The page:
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10 years ago  ::  Dec 29, 2007 - 9:43AM #2
Posts: 748
I have not personally viewed the overall benefits of one way of study compared to the other although I have heard that home schooling has been  on the rise this past decade.
I wonder though if your son has difficulty now doing what you ask of him do you really think he will oblige the school work schedule?
My suggestion might in fact lie somewhere between having a tutor for him from an older crowd to regular meetings with a child counselor to see if they can get to the root of his difficulties.  To immediatly open school at home may indeed bring more trouble than perhaps you can readily predict at this time.  I would check out all the options available to someone raising children on their own with a limited income.  There must be some form of help out there for those in this position.  (Or at least if there isnt, there should be)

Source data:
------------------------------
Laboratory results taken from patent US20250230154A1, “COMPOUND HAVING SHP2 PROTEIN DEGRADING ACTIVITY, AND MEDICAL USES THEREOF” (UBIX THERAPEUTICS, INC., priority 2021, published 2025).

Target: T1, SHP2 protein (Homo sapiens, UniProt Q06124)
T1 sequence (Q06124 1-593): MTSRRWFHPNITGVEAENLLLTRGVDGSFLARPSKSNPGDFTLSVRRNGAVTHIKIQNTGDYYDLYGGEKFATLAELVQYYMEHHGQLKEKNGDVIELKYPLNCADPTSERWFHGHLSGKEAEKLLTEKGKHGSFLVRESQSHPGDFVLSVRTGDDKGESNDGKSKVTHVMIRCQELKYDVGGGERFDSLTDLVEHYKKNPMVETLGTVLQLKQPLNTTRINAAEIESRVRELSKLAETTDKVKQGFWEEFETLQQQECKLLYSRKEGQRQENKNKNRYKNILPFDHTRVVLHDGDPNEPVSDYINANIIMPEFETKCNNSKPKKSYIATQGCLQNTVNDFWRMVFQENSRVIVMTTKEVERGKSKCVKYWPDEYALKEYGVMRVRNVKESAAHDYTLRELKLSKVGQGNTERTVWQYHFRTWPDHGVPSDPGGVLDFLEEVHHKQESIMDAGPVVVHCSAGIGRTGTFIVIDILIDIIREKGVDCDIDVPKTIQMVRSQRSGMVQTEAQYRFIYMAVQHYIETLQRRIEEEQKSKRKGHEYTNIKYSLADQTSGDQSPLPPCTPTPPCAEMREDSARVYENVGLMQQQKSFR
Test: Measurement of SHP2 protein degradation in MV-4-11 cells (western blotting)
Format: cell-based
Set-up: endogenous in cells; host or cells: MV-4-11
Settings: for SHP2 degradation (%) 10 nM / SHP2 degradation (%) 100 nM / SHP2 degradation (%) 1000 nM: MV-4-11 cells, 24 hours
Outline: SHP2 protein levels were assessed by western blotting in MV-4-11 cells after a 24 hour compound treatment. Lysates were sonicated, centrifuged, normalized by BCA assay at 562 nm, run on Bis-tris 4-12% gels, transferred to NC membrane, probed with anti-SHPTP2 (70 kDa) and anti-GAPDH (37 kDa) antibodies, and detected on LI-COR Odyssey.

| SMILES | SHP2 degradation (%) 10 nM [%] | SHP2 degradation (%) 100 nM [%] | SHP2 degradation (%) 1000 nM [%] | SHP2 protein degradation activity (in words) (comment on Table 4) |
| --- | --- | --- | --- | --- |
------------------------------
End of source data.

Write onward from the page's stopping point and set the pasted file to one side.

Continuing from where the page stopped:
I wish you and your son all the very best on this new adventure in his life.  Maybe if seen as such he may indeed put in 110% so that  he can catch up and return to regular classes with his friends.
Love and Light ^0^
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10 years ago  ::  Dec 29, 2007 - 10:23AM #3
Posts: 294
OTOH...  I don't home school, though I know folks who do.  I could see how home schooling could help your son.  Individual attention; more flexible schedule; more control over distractions in your classroom area.  Depending on where you live, there may be a home schooling association to assist you with more advanced classes and socialization activities. 

I'm not saying that you should do it.  But I'm also not saying that you should give up on the idea.  Good luck!
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10 years ago  ::  Dec 30, 2007 - 1:50PM #4
Posts: 16
Hi LoriLu,